How Emerging Technology Grows

Emerging technologies have widely varying rates of experimentation, deployment and growth within the insurance sector. Their growth rates boil down to a few key related factors:

  • How easily the technology is understood.
  • How readily it can be deployed and integrated with existing processes.
  • How clearly the value it creates can be measured and communicated.

At one end of the spectrum are technologies like RPA and chatbots. These technologies create clear value, are readily added to existing processes and are relatively easy to deploy. As a result, insurers have adopted them rapidly.

Artificial intelligence and big data technologies require longer learning periods; sometimes, they require business processes to be completely reengineered. The technologies create value for insurers but have grown more slowly because they take time to understand and integrate.

Drones, the Internet of Things (IoT) and telematics can create new kinds of insurance products or collect new kinds of information. These can also create value, but their growth remains slow because developing these technologies may require orchestration across several functional areas, and they can be costly to ramp up.

On the far end of the spectrum are technologies like augmented and virtual reality, blockchain, smart assistants and wearables. Most of these technologies don’t yet have established use cases that demonstrate clear value, so it remains to be seen whether they will be adopted more widely.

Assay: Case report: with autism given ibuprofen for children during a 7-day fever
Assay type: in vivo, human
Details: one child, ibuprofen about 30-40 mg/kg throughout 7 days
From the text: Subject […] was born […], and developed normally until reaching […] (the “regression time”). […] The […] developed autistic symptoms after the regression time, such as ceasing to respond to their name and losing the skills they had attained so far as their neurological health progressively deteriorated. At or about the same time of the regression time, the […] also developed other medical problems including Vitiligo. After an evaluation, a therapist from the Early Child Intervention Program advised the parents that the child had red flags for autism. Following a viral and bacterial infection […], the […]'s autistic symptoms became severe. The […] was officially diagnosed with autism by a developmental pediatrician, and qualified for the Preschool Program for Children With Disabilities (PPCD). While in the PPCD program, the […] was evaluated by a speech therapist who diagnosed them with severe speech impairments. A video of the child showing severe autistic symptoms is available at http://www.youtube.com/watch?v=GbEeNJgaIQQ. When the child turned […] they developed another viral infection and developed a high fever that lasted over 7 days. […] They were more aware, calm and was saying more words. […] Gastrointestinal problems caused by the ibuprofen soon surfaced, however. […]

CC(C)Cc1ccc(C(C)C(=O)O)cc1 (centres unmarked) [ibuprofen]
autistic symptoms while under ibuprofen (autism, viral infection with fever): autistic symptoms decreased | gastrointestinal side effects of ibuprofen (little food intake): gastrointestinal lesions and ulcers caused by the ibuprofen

Using Emerging Technology

One key insight from Novarica’s study is that technologies that integrate readily to existing processes can grow more rapidly than technologies that require new workflows to fully use. This observation comes with a few caveats for both insurers and technology vendors.

Insurers sometimes fall into the trap of “repaving the cowpath” — they adopt new technologies but integrate them into their existing (inefficient) business processes. Doing so means they can’t get maximum value from their investment. Ironically, it’s usually the shortcomings of legacy technology that have made these processes cumbersome in the first place.

It’s easy to understand the value that technology creates when it integrates with an existing process and can be measured with the same key performance indicators (KPIs). It’s much harder to create a new process enabled by new capabilities, train employees to execute it and demonstrate that the new way is better than the old way. Yet getting the most out of emerging technologies often requires rethinking how business might be done.

See also: 2021’s Key Technology Trends

For their part, vendors should focus on the value their products create and the problems they solve, aligning them to insurer needs. It’s not enough to use a new technology for its own sake, and using new tools sub-optimally may make them seem less effective. Vendors should coach their insurer clients through best practices and help them understand how their tools can ease, change or make obsolete existing processes.